Sunday, February 22, 2015

Sunday, 02/22/15


Old Testament: Deuteronomy 8:1-10
Psalms: Psalms 63, 98
New Testament: 1 Corinthians 1:17-31
Gospel: Mark 2:18-22
Evening Psalms: Psalms 103 


“For the Lord your God is bringing you into a good land – a land with streams and pools of water, with springs flowing in the valleys and hills; a land with wheat and barley, vines and fig trees, pomegranates, olive oil and honey; a land where bread will not be scarce and you will lack nothing;… When you have eaten and are satisfied, praise the Lord your God for the good land he has given you.” (Deuteronomy 8: 7-10)

 Do you say grace before meals? If so, what do you say? When I was a little girl, we said, “God is great, God is good, and we thank Him for our food. Amen.” As I got older, we added, “By His hands we all are fed; give us Lord our daily bread.” When Beau and Allison were little, they attended the Apple Tree School, so our family’s grace was a slightly revised version of the Johnny Appleseed song. “Oh, the Lord’s been good to me, and so I thank the Lord, for giving me the things I need, the sun and the rain and the Apple Tree. The Lord’s been good to me!” At some point, dear friends taught us the catchy, “Rub-a-dub-dub, thanks for the grub! Yay, Lord, AMEN!” And now that our kids are older, we generally stick with the traditional, “Bless us O Lord, and these Thy gifts, which we are about to receive, from Thy bounty, through Christ our Lord. Amen.”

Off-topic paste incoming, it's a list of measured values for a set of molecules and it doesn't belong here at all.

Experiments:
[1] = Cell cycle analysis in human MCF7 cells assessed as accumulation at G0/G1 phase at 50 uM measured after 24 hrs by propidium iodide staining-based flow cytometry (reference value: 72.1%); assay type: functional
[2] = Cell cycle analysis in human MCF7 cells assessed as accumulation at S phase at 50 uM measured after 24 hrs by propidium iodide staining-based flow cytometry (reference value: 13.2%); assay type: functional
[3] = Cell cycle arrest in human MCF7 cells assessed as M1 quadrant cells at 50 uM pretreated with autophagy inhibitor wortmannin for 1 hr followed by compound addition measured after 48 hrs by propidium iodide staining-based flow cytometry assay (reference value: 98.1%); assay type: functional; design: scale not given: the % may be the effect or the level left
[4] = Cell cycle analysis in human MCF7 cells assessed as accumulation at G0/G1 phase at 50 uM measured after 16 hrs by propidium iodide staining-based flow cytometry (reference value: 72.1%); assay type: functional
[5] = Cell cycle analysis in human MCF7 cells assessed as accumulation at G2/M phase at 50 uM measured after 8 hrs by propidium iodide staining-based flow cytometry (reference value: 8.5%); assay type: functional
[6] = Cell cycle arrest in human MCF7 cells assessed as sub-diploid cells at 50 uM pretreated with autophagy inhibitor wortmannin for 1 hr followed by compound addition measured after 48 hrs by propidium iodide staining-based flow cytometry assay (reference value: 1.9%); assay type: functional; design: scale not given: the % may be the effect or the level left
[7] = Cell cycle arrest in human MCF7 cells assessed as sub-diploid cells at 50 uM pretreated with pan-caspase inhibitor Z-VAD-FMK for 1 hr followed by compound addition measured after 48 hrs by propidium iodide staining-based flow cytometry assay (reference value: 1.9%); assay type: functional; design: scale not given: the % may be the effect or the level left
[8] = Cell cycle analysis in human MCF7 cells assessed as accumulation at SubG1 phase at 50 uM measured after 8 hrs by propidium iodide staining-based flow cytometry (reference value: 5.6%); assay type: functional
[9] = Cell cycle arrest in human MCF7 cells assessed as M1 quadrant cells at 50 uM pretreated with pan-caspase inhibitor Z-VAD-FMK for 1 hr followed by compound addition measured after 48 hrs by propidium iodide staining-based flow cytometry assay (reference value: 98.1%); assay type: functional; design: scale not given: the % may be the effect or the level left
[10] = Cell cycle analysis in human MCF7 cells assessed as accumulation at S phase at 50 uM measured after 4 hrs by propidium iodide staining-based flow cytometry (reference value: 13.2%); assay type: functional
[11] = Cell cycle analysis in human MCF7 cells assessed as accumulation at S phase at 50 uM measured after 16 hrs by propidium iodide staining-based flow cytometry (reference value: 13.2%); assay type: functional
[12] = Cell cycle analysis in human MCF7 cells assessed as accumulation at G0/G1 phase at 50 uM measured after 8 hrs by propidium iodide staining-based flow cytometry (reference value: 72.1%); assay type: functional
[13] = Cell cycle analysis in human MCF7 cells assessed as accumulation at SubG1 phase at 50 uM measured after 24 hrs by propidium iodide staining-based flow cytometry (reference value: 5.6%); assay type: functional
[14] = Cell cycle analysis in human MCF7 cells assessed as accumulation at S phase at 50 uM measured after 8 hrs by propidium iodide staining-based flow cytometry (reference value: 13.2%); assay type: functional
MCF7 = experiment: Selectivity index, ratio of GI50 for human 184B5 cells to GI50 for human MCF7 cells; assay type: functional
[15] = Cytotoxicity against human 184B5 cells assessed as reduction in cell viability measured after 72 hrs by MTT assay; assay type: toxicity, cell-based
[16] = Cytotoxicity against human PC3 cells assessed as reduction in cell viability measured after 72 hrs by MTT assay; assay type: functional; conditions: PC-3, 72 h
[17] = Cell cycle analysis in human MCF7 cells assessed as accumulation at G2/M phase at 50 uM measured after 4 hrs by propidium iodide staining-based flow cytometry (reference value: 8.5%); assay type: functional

I believe that, in the end, it doesn’t really matter WHAT grace we say, only that we say it sincerely, acknowledging with grateful hearts that everything we eat and drink – everything that gives us life and sustains us – is a gift from God.

But can I honestly say my grace is always sincere and heartfelt, or is it sometimes rote? Do I say it in public, or only in the privacy of my own home? Do I say it before every meal, or just before dinner? As I reflect on today’s Old Testament lesson, I realize there is some room for improvement in my “grace” department.